This guidance note describes how to use the Excel-based template developed by the Fiscal Affairs Department (FAD) of the IMF accompanying the note “How to Design a Fiscal Strategy in a Resource-Rich Country.” This template uses data inputs to generate simulations of fiscal policy dynamics. It helps IMF teams and country authorities in RRCs analyze trade-offs associated with alternative fiscal strategies for the use of public resource wealth. Visualizing these trade-offs and assessing their sensitivity to underlying macroeconomic assumptions can help inform policymakers on the most appropriate fiscal strategy, given country-specific circumstances.
This note aims to inform governments on how to account for tax expenditures and use that information in fiscal management. The emphasis is on developing and emerging market economies, where the use of such accounts is in its infancy because of data constraints, insufficient human and financial resources, and weak fiscal institutions. Most developing economies, more-over, do not have tax policy units in their Ministry of Finance to provide analytical support to the govern¬ment and legislature that integrates all revenue policy aspects. As a result, the tax policy framework can be fragmented: line ministries compete in the provision of sectoral tax incentives, but do not report on their cost. The note is organized as follows. The second section outlines the role that tax expenditure measurement and reporting can play in fiscal management. The third section provides a step-by-step approach on how tax expenditure accounts can be built, with emphasis on data, methods and models, and institutional requirements. The section is concerned primarily with the direct cost of tax expenditures—that is, the revenue forgone because of them. It does not deal with their indirect costs, which could include economic efficiency losses and additional tax administration resources, and it does not address assessment of the benefits of tax expenditures. The fourth summarizes the current sta¬tus of tax expenditure reporting in developing econo¬mies, with some reference to advanced economies. The last section concludes.
This How to Note provides operational guidance for policymakers and IMF staff teams on designing—or revising—a fiscal strategy in resource-rich countries (RRC). Properly managed, resource revenue can support fiscal sustainability and development and equity objectives. Resource revenues also create significant stabilization challenges for fiscal policy because of their size, uncertainty, volatility, and finite nature. The guidance in this note is intended to be general and applicable to RRCs with a range of income levels, resource endowments, and macroeconomic contexts. It is designed primarily to help policymakers analyze the trade-offs associated with alternative fiscal paths and select the right fiscal strategy, given country-specific circumstances.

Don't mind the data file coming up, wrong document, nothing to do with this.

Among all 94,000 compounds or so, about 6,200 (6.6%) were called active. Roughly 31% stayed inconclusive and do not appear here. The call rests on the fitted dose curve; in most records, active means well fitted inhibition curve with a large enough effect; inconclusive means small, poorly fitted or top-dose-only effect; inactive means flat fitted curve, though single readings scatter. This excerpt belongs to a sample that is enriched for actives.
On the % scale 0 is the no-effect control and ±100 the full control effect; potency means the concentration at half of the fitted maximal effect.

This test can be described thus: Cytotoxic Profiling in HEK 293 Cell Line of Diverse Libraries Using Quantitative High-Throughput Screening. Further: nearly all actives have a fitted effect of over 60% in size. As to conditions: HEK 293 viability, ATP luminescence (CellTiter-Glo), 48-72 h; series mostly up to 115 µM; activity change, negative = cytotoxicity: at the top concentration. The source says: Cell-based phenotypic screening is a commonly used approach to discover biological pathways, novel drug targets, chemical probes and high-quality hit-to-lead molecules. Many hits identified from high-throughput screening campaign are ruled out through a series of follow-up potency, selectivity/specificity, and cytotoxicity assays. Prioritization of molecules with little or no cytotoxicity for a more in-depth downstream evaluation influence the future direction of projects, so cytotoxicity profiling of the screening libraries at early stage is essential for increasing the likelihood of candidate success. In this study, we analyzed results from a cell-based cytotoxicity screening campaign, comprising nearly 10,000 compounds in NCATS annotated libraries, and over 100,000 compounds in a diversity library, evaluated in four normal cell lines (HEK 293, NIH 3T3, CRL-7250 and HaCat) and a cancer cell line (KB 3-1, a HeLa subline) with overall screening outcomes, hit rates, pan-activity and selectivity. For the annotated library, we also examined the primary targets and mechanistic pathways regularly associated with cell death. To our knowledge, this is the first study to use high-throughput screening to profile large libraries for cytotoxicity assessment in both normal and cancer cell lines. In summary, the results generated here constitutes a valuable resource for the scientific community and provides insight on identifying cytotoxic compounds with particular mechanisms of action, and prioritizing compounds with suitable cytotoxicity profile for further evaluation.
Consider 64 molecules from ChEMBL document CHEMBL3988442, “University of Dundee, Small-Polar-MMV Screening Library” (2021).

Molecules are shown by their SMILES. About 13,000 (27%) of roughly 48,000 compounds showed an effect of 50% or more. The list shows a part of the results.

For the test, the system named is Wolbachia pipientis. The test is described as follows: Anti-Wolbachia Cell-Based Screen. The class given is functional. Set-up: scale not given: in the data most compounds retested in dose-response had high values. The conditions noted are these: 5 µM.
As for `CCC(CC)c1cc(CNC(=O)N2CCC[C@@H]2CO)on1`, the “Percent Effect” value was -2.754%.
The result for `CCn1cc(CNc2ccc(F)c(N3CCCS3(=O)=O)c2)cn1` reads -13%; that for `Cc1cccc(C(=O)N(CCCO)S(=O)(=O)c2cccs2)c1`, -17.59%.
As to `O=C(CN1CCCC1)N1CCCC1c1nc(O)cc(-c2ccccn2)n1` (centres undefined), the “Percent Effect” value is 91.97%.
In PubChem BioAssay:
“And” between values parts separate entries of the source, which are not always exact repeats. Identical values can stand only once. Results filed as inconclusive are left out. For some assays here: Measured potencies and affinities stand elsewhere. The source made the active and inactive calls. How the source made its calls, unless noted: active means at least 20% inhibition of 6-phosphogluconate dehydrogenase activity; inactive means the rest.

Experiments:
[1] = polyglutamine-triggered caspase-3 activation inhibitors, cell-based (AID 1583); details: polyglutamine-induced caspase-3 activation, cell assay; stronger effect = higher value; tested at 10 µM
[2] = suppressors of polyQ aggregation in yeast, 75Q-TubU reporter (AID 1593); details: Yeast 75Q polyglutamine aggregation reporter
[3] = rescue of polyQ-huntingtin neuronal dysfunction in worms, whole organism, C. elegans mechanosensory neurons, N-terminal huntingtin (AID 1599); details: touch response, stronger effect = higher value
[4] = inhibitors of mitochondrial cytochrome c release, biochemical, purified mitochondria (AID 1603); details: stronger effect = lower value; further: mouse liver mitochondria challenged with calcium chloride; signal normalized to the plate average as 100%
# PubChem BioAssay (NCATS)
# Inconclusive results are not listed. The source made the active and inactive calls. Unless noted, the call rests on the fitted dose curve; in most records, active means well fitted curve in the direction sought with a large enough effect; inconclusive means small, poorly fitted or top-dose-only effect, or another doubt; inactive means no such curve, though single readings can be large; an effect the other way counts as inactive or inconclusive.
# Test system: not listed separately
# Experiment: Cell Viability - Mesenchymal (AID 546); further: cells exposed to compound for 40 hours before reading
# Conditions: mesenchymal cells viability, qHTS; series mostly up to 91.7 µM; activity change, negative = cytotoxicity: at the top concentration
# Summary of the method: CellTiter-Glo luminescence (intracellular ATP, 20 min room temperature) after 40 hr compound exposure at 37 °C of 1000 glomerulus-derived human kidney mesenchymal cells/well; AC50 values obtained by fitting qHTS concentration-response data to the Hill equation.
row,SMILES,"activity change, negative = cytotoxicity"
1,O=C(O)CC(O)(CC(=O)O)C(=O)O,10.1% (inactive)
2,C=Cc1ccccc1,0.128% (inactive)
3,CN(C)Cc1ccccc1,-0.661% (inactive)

Maintaining a cash buffer has emerged as a risk management tool for government cash and debt management. During budget execution, there is considerable cash flow volatility and timing mismatches concerning revenue collections and expenditures, debt inflows, and debt service. Cash balance management aims to address these mismatches and to ensure availability of liquidity in government bank accounts. From a debt management perspective, holding an appropriate level of cash balance serves to mitigate funding risk. Effective cash balance management is even more critical when there is heightened uncertainty about the magnitude and timing of cash flows, as seen during the coronavirus disease (COVID-19) pandemic. This note discusses the role of the cash buffer for managing cash balances and offers practical approaches to developing a policy framework, considering the risk mitigation objectives and the cost of carry.
Many studies have highlighted how failures of public corporations (otherwise known as state-owned enterprises) can result in huge economic and fiscal costs. To contain the risks associated with these costs, an effective regime for the financial supervision and oversight of public corporations should be put in place. This note discusses the legal, institutional, and procedural arrangements that governments need to oversee the financial operations of their public corporations, ensure accountability for their performance, and manage the fiscal risks they present. In particular, it recommends that governments should focus their surveillance on public corporations that are large in relation to the economy, create fiscal risks, are not profitable, are unstable financially, or are heavily dependent on government subsidies or guarantees.